Iris Gerlach, Director of the Sana’a Branch of the DAI’s Orient Department, and her colleagues have been working together with the Ethiopian Antiquities Authority since 2009 on a project to preserve the substance of this unique building. First of all they produced exact and detailed structural documentation and a damage assessment map. In the process traditional methods were supplemented by the most modern technologies including 3D laser scanning. The structural documentation served as the basis for the thorough restoration that followed as the next step. Restoration was essential as the structure was at acute risk of collapsing. The Great Temple was already in a partly ruinous state when the famed German Aksum Expedition visited Yeha in 1906. A disastrous fire had badly damaged the temple probably in the middle of the 1st millennium BC. The fire completely destroyed the entrance porch, originally supported - by six pillars, as well as the temple’s upper storey and its inner wall shell. This was the part of the building that needed urgent restoration and the installation of a steel supporting structure. In cooperation with the Ethiopian Antiquities Authority and the DAI 's own advisory committee on historical monuments, the DAI sought to identify solutions through discussion, so as firstly to provide static stability of the frail temple walls and secondly to ensure the restoration measures were acceptable from both a conservation and an aesthetic point of view. A workshop was organized in Adua, to which specialists from the Ethiopian Antiquities Authority and the Ministry of Culture, architects and statics experts from various Ethiopian universities were invited, who discussed different possibilities of stabilizing the Great Temple with construction history specialists and monument conservators.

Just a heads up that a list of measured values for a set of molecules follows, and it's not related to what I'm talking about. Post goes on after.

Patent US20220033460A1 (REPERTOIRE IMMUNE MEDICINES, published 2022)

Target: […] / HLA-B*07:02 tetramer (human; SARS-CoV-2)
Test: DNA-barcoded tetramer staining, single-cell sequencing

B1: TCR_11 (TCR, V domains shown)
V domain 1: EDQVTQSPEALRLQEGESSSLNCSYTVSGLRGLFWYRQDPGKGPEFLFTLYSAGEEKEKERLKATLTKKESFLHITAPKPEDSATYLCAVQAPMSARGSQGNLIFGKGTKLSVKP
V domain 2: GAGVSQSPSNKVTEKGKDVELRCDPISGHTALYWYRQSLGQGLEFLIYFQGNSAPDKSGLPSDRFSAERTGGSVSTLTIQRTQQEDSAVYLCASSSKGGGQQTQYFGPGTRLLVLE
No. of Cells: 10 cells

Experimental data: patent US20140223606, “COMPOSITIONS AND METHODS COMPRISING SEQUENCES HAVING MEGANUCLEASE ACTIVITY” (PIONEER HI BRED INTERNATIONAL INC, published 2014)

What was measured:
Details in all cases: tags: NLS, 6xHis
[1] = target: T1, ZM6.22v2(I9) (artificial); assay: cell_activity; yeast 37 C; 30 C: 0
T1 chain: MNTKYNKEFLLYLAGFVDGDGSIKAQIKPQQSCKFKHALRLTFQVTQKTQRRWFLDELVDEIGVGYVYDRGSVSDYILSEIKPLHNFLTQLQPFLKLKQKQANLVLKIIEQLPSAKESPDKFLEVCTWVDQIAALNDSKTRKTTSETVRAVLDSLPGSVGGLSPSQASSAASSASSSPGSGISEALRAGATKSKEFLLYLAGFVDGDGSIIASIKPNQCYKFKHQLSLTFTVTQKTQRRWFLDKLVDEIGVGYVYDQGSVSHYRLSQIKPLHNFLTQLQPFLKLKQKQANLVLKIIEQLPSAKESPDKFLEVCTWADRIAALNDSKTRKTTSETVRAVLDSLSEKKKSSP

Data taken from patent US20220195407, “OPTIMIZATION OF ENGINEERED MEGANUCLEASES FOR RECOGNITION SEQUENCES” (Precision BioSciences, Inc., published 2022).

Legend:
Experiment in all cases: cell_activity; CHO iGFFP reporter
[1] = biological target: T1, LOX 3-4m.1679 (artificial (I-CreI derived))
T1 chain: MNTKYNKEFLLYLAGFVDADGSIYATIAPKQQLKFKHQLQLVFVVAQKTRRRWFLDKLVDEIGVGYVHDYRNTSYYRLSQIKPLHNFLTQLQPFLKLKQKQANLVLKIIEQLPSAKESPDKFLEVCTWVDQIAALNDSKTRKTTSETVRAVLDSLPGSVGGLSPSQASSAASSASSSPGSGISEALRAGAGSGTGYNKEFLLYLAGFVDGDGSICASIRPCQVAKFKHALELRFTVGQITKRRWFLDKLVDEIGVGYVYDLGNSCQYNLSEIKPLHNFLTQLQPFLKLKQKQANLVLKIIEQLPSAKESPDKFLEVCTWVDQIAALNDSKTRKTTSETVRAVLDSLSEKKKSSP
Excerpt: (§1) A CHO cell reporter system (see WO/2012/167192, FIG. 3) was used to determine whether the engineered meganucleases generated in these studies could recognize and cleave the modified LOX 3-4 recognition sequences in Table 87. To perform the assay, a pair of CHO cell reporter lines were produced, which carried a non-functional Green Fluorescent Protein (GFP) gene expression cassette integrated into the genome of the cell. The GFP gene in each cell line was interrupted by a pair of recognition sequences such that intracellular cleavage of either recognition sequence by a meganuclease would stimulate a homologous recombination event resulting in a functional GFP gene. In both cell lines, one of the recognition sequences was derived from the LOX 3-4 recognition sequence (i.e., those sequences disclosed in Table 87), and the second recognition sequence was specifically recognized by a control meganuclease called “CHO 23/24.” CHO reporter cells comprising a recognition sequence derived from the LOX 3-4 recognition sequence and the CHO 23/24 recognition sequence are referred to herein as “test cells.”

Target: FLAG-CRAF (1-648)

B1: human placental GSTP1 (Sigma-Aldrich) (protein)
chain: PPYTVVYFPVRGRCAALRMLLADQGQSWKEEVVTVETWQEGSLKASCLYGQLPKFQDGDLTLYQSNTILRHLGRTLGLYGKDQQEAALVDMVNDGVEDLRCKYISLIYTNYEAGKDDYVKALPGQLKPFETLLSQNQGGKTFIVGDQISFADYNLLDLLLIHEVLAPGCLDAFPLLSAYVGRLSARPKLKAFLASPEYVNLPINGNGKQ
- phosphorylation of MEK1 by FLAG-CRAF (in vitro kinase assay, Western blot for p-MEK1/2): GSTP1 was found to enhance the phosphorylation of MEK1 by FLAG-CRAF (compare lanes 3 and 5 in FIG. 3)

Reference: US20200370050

It was important to involve the priesthood and the local population in Yeha. As the building is still considered a sacred place, every step in the restoration process had to be explained and permission for it had to be sought. All the institutions and individuals involved in the process were finally able to agree on a reversible plan that complied with good conservation practice and was also acceptable in aesthetic terms. The plan envisaged the installation of a high-grade steel structure to support the interior walls upwards of a height of six metres, allowing the Great Temple to be continuously used in the future by worshippers, pilgrims and tourists. Since it is a principle of the DAI to work in a sustainable manner, the project included training for local craftspeople.